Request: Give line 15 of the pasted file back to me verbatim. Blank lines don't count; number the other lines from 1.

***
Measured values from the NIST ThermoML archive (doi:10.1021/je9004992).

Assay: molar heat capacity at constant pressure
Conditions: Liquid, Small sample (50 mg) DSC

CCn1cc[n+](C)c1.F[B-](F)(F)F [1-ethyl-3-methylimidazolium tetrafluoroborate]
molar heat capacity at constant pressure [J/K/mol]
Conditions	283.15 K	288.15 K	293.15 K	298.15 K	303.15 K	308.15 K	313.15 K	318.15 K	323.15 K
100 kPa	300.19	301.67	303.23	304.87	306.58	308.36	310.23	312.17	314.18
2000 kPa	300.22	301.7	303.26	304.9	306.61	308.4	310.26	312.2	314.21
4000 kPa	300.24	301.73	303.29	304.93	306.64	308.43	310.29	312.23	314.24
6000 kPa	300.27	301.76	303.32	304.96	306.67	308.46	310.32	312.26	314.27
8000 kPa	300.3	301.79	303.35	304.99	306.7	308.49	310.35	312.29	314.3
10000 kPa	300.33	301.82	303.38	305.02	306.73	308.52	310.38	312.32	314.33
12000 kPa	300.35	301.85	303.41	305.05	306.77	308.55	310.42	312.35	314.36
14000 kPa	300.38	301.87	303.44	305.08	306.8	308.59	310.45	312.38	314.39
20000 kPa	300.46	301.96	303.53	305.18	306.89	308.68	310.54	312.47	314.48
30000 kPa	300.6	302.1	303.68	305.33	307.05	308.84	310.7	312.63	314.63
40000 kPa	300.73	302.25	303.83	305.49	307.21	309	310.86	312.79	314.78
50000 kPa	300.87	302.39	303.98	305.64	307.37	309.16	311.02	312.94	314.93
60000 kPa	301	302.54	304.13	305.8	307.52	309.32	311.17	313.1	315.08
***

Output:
20000 kPa	300.46	301.96	303.53	305.18	306.89	308.68	310.54	312.47	314.48